News + Stories

Uncategorized / 26.08.2016

Author: Rachael Eplee   As the Osa Conservation Wildcat program has shown us time and time again, cameras are an extension of our eyes into the forest.  They sit there quietly, waiting to witness what wildlife happens to unfold before them.  Our cameras on the ground have allowed us to track animal populations throughout the Osa Peninsula, giving us new perspective on the tendencies and patterns of the animals with whom we share a home. But are we missing something?  Look up!  As anyone who has been to a tropical rainforest knows,...

Uncategorized / 19.08.2016

Photo Credit: Crisbellt Alvarado The Amazon Conservation Team (ACT) recently held a major international, intercultural planning meeting last week in the Osa Peninsula. Attendees gathered from offices in Colombia and Suriname and also the ACT Headquarters in Arlington. Tribal representatives from six different partner communities also traveled from far and wide to participate. The meeting was the brainchild of Liliana Madrigal, Vice-President and Co-Founder of ACT, who also serves as Osa Conservation’s Board President. A native Costa Rican, Liliana helped found the Nature Conservancy’s International Program and Conservation International. She was...

Uncategorized / 12.08.2016

By: Clara Gomez ------------------------------------------------------------------------------------------------------------------- La acuicultura  es también conocida  como criaderos de peces y mariscos  --  se refiere a la reproducción, cría y recolección de plantas y animales en todo tipo de ambientes acuáticos, como estanques, ríos, lagos y el océano. ------------------------------------------------------------------------------------------------------------------- Aunque la comunidad global está apenas empezando a valorar la acuacultura como una potencial solución al dilema que presenta el mermamiento de los océanos, lo cierto es que no se trata de una nueva práctica.  De hecho, a pesar de que los historiadores dicen que la cuna de la acuicultura...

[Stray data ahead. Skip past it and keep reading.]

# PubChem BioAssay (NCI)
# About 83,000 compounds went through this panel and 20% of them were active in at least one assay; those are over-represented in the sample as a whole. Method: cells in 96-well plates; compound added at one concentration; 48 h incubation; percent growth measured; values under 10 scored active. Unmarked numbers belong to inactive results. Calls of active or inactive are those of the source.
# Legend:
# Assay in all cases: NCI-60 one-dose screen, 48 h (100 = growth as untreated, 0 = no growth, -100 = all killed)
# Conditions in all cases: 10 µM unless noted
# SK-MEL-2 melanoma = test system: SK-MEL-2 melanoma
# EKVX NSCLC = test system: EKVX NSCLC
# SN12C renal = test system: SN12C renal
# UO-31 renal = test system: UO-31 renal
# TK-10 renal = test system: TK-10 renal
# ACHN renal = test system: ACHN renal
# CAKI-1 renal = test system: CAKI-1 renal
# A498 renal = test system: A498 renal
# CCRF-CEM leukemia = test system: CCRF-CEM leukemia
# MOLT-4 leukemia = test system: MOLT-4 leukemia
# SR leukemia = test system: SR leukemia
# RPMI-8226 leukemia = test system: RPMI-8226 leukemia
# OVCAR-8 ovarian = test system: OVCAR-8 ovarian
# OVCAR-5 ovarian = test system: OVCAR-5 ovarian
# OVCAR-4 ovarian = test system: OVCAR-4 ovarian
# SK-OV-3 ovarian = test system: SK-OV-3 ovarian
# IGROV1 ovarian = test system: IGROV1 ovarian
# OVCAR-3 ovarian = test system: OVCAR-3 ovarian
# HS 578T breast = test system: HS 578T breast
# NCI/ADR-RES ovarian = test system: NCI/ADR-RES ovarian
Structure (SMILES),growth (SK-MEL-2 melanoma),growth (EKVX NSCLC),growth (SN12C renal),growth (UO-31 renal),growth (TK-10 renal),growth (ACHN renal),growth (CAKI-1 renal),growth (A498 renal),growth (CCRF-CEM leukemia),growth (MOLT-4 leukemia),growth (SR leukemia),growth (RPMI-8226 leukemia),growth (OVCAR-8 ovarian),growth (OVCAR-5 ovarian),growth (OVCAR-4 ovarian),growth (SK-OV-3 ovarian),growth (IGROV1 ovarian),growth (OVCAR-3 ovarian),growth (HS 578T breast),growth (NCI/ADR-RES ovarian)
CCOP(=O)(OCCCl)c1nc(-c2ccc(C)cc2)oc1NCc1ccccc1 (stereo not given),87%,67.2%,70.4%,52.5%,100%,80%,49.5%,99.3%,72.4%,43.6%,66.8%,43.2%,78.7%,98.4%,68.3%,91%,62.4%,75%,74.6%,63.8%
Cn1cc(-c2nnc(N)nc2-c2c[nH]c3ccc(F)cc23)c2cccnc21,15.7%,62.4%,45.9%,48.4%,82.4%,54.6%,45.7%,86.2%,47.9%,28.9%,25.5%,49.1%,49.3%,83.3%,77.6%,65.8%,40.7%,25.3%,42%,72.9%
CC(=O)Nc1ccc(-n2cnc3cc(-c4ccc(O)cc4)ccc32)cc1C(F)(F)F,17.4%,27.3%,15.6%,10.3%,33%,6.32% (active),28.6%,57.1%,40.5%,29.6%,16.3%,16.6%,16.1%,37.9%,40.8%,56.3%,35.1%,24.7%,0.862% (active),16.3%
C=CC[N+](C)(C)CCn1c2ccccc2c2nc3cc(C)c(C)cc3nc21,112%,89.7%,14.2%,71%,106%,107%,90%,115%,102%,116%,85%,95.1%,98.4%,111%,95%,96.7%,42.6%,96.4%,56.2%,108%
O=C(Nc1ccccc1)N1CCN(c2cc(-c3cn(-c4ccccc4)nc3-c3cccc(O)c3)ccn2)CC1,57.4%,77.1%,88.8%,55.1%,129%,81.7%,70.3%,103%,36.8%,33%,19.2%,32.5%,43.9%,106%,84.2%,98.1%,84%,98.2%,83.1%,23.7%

Aquatic Health, Marine Conservation / 12.08.2016

By: Clara Gomez The world’s seafood stocks will have completely collapsed by the year 2050, scientists say.  According to a study done by a group of economists and ecologists, the growth of the human population combined with unsustainable fishing practices and the devastating loss of biodiversity will lead to the collapse of fish populations in the next 35 years, if trends continue on their current path. [caption id="attachment_9221" align="alignleft" width="199"] Image from: http://www.telegraph.co.uk/[/caption] If the idea of losing all of the world’s fish scares you as much as it scares me,...

Uncategorized / 05.08.2016

Once, the idea that animals would go extinct was unthinkable; it was believed that the world’s resources were so vast that they could never be extinguished.   Yet, the dwindling numbers of so many well-known species such as the ferocious Tiger tell a different story.  Extinction is a natural phenomenon and should occur at about 5 species per year.  However, human intervention, climate change, and other factors, that rate is much accelerated and has been estimated by the Center for Biological Diversity to be 1,000 to 10,000 times the...